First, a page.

By: Vicki Taylor
Diagnosed with Bipolar Disorder I, Social Anxiety Disorder, Depression, Panic Disorder, General Anxiety Disorder, PTSD, and a slew of other medical issues not related to psychology, I became concerned about developing Alzheimer’s Disease or Dementia as I grew older. I’m already middle age and have had some cognitive issues such as loss of memory.
Dementia symptoms also affect day-to-day activities, inability to focus, think clearly, or make sound decision.
I know memory loss comes with getting older, right? But, when is it just “getting older” and not something more serious? Especially considering the number of mental health issues others or I may have.
My fear was that I’d end up with Dementia either because I had a Mental Illness or because of the assortment of medications I was going to be on for the rest of my life; not discounting the genetic dispositions in my family.
So, I decided to talk to a psychiatrist about the concerns I had. I gave him a list of questions. He had experience treating patients with Dementia and Alzheimer’s as well.
1. Is this a healthy or normal fear for a person with Mental Illness?
2. Do you know the “odds” of a person with mental illness ending up with Dementia and when does it usually set in?
3. What can a person with Mental Illness do to help prevent Dementia from occurring? Or is there anything?
4. Have you had any personal experience with a mental ill person having Dementia? What can you tell me about it?
5. Do you know the percentage of people with Dementia who were also mentally ill?
6. Can Dementia be medicinally invoked?
7. What types of medications, if there are any, are more apt to cause Dementia in mentally ill patients?
8. Are there medications for Dementia that can help ease the symptoms?
9. Are there medications that can prolong the onset of Dementia?
10. Have I not asked questions on any other topics that you’d like me to bring up in the article?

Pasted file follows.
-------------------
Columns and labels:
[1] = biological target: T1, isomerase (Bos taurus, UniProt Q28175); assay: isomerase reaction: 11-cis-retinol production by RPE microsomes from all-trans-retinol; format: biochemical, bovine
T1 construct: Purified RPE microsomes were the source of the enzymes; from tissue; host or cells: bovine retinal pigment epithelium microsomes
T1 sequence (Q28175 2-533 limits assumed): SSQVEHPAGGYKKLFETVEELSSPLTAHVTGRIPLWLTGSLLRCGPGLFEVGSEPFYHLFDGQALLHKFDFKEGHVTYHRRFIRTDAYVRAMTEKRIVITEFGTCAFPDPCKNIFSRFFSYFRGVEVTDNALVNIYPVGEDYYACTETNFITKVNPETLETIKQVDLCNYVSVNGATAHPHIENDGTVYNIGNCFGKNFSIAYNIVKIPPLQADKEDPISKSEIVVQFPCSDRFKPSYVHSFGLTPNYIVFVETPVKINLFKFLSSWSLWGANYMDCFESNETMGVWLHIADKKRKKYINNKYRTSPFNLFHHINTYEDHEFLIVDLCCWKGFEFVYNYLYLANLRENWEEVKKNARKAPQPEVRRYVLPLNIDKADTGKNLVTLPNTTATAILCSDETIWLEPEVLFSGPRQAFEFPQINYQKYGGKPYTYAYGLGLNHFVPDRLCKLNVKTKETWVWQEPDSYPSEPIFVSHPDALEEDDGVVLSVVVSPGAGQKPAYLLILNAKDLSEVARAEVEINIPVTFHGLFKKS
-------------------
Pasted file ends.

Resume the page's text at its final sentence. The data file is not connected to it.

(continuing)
“These fears and questions you have are fairly common. There does seem to be a relationship between developing Dementia and having Mental Illness but it also appears that staying in treatment reduces this. As far as my personal experience what I have seen is people who are older and suffering from severe depression appearing demented. In the best case scenario I have seen the person appear to regain normal functioning once the depression subsides. In the worst-case scenario I have seen the dementia appear to take hold but in those few cases the depression did not get better either. I really don’t think there is much evidence that medications cause dementia in patients.
“Sometimes if it seems that cognitive issues are becoming prominent will prescribe Alzheimer’s medications like we did with you. It sounds like this will be a very interesting piece and I will be curious to see if your research digs up any other issues I haven’t addressed here.” *
So, as you can see, more research is needed. Imagine my surprise when I used Google to search for “Mental Illness, Dementia, Link” and the pages of responses I received. I did not realize that there was that much information out there about a subject I thought was an abject fear floating around in my head.
From what I’ve read, here’s what I can tell you. There is a link between Depression and Dementia. It has been proven through several studies from as early as the 1970s. One of the studies used participants from the Framingham Heart Study. It concluded “Those who were depressed when first examined almost doubled their risk for dementia and also increased their risk for Alzheimer’s disease.” *
So, that got me wondering. Is there anything a person can do to help slow down the progression of Dementia or halt it altogether?
I’ll go into the results of my research and conclusions in Part 2.* Dr. Kenneth Pages, M.D. General Psychiatry, Tampa, FL